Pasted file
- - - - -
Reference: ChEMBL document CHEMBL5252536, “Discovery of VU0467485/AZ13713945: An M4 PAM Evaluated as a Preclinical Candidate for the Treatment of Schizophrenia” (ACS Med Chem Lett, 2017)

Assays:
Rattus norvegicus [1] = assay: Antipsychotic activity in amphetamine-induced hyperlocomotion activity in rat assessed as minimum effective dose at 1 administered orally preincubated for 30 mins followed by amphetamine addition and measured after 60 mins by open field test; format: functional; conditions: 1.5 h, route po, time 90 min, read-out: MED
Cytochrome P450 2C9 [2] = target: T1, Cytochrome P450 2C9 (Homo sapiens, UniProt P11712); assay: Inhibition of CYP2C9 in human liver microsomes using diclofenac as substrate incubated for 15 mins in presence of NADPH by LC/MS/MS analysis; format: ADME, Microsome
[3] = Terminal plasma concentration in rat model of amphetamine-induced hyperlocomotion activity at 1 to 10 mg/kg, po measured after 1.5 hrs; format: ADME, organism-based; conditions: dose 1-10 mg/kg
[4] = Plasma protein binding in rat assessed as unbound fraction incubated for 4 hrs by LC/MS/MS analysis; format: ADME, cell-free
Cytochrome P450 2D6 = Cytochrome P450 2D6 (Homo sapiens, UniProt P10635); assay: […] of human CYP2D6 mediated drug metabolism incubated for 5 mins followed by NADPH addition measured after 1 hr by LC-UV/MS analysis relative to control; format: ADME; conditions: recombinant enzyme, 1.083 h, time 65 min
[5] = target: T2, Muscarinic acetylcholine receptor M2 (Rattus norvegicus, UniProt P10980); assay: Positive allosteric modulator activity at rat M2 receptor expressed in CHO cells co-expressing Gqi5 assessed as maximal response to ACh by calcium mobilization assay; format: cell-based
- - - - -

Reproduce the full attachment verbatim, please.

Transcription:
Reference: ChEMBL document CHEMBL5252536, “Discovery of VU0467485/AZ13713945: An M4 PAM Evaluated as a Preclinical Candidate for the Treatment of Schizophrenia” (ACS Med Chem Lett, 2017)

Assays:
Rattus norvegicus [1] = assay: Antipsychotic activity in amphetamine-induced hyperlocomotion activity in rat assessed as minimum effective dose at 1 administered orally preincubated for 30 mins followed by amphetamine addition and measured after 60 mins by open field test; format: functional; conditions: 1.5 h, route po, time 90 min, read-out: MED
Cytochrome P450 2C9 [2] = target: T1, Cytochrome P450 2C9 (Homo sapiens, UniProt P11712); assay: Inhibition of CYP2C9 in human liver microsomes using diclofenac as substrate incubated for 15 mins in presence of NADPH by LC/MS/MS analysis; format: ADME, Microsome
[3] = Terminal plasma concentration in rat model of amphetamine-induced hyperlocomotion activity at 1 to 10 mg/kg, po measured after 1.5 hrs; format: ADME, organism-based; conditions: dose 1-10 mg/kg
[4] = Plasma protein binding in rat assessed as unbound fraction incubated for 4 hrs by LC/MS/MS analysis; format: ADME, cell-free
Cytochrome P450 2D6 = Cytochrome P450 2D6 (Homo sapiens, UniProt P10635); assay: […] of human CYP2D6 mediated drug metabolism incubated for 5 mins followed by NADPH addition measured after 1 hr by LC-UV/MS analysis relative to control; format: ADME; conditions: recombinant enzyme, 1.083 h, time 65 min
[5] = target: T2, Muscarinic acetylcholine receptor M2 (Rattus norvegicus, UniProt P10980); assay: Positive allosteric modulator activity at rat M2 receptor expressed in CHO cells co-expressing Gqi5 assessed as maximal response to ACh by calcium mobilization assay; format: cell-based